The government, ethnic resentment dynamic seems pretty raw. Power, Karzai was from the south, being bombarded with how bad the government is, how bad the NGOs are - - I don't know if I'm being used, spun or it's legitimate resistance fighter rhetoric.

The rural poverty is pretty staggering. The isolation of so many of these villages also staggering -- the urban areas, bazaars, mazes of mud huts, little girls carrying water jugs on their shoulders and navigating sharp rock mountains like billy goats, boys standing with naked legs in rivers while I'm bundled up against hypothermia in the SUV.

Then suddenly if you look somewhere else there are palatial structures, gleaming corporate office buildings.

Two artillery sounding blasts in Faisalabad, think they were blowing something up intentionally and announced it in Dari over loudspeakers, but ugly sickening sound. I remembered it from being in the field in Germany in the army; a long time ago and I'd forgotten about it.

I ride in an ambulance with Afghan EMS workers, hang in their barracks, bond, arm wrestle on the floor with one, everyone cheers and smiles and we're all tight, NYC and Afghanistan.

Today came back to a hotel in Kabul and read that they bombed a school, killed or injured 17 children, burned the school down. Up north they killed four healthcare workers in an NGO.

Impossible to blend in, be low profile here if you're not from here. Just have to stride around like you don't care about fear and those rules don't apply to you and for the most part I think that works; here, in life. I don't know how consistently I can pull that off though, or fake that, or will myself to play that part or be that person.


Three kids say they think they are 15, 16, 18 years old (they're not sure) - - shirts off on the futblol field, long pants jumpsuit, kids all rise up among the Unicef and USAID tents everywhere.

I'm swarmed and pressed close by children, some tension with teacher about his grammar, blasted with Taliban commentary, blasted with Pakistan territory rhetoric; palms of hands touching me are changing from cold to wet to colder.

Why don't I have a car, why don't I have a driver, they want to know and at the same time taunt. Then I can't shake an angry young boy, back and forth nonstop talking about giving him my laptop and more. I'm not rich I insist (then why the heck am I here acting the implicit benefactor). I tell him maybe I'll give my old computer to his school, try to buy them drinks, they seriously refuse. I look up and say, literally, Arrgh - - I've been through this many times before in the field but it's exhausting. I had to practically run away from not bombs or AKs but a kid with angry persistence and demands.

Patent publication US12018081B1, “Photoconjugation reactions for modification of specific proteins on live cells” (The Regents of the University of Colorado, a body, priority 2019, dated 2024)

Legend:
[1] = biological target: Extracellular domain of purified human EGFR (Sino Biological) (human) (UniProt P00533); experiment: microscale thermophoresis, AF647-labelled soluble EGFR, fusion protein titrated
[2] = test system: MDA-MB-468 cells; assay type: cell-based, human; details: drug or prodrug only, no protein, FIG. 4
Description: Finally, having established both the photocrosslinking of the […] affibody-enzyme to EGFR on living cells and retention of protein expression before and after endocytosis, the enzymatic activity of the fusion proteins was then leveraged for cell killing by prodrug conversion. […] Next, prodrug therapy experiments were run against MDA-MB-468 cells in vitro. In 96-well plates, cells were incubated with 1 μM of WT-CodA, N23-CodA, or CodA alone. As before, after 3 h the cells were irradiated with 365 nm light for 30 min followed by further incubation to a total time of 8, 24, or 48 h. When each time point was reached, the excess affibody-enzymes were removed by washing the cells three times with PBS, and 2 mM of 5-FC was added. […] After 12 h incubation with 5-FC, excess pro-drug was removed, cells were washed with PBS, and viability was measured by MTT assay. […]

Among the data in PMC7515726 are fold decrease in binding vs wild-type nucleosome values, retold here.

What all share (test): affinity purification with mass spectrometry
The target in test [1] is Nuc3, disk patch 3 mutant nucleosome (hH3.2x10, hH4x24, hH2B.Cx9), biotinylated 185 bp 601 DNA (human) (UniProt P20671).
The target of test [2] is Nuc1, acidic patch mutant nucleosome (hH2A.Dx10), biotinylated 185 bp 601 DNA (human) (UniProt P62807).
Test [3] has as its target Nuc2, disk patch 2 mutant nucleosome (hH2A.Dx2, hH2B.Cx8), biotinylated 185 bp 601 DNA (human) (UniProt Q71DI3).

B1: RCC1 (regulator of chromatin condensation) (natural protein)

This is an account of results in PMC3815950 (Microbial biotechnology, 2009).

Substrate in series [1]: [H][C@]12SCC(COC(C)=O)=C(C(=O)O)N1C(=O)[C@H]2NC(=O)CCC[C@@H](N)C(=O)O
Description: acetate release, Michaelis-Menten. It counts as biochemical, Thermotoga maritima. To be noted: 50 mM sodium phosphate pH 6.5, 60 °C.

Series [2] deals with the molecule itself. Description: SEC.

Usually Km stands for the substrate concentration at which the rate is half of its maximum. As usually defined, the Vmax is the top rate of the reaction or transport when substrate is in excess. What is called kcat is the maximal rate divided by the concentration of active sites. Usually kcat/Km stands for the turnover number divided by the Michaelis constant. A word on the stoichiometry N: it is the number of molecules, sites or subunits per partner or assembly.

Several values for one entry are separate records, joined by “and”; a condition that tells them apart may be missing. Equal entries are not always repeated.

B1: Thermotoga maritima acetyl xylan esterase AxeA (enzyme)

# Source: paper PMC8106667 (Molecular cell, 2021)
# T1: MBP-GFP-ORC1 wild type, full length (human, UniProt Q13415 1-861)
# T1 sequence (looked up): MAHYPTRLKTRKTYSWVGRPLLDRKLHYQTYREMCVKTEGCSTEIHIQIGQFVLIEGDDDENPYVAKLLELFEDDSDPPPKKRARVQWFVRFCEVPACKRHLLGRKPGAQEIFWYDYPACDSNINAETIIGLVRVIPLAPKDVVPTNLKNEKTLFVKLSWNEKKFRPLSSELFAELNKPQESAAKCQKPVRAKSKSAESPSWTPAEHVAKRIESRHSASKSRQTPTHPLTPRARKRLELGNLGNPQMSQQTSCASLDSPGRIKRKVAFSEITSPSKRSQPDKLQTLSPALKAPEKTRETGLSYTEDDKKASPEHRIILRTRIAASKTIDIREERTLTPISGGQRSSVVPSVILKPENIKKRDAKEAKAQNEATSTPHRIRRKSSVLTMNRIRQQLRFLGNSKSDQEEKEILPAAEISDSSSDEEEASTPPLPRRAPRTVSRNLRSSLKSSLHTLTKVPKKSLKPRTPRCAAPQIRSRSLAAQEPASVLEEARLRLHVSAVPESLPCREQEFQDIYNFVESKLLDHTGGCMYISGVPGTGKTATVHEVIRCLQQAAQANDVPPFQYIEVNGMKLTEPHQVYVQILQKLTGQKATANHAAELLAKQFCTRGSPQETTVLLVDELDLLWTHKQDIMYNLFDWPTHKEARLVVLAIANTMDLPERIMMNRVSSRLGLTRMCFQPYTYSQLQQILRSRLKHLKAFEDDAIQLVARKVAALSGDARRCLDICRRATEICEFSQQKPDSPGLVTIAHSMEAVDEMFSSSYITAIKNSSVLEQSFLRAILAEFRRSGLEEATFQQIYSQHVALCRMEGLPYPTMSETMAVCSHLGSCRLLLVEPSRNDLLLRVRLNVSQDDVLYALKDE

Crumbling remnants of a structure house in distance; met a man - - told him to write his thoughts in Dari and he bends down and writes this:

Twenty Afghans form a circle and my scribe gets teased about not being really Afghan because he was born in Pakistan.


In parts of Kabul there's a vibe of being ripped off and complaining about being ripped off. Former touristy thriving Chicken Street and Flower Street are empty and abandoned. Hotels, guesthouses, guide book recommended places, all gone, abandoned, virtually empty.

And there's another scene - - massive PX I went to. No Afghans allowed, pretty big alcohol consumption, coming back with a car filled with alcohol; two people already told me about women from China or Asia here working as prostitutes (don't know if that's true) behind walls in houses - - so many foreign workers - - like an international job program, come to a dangerous, rough place and make real good money.


It all ended with a refugee-like scene; crowded very hot wait on an airfield and then being hustled and violated and forced to pay a bribe by an extremely aggressive military official who practically dragged me through every step of the airport boarding procedure and then demanded more and more money at the end.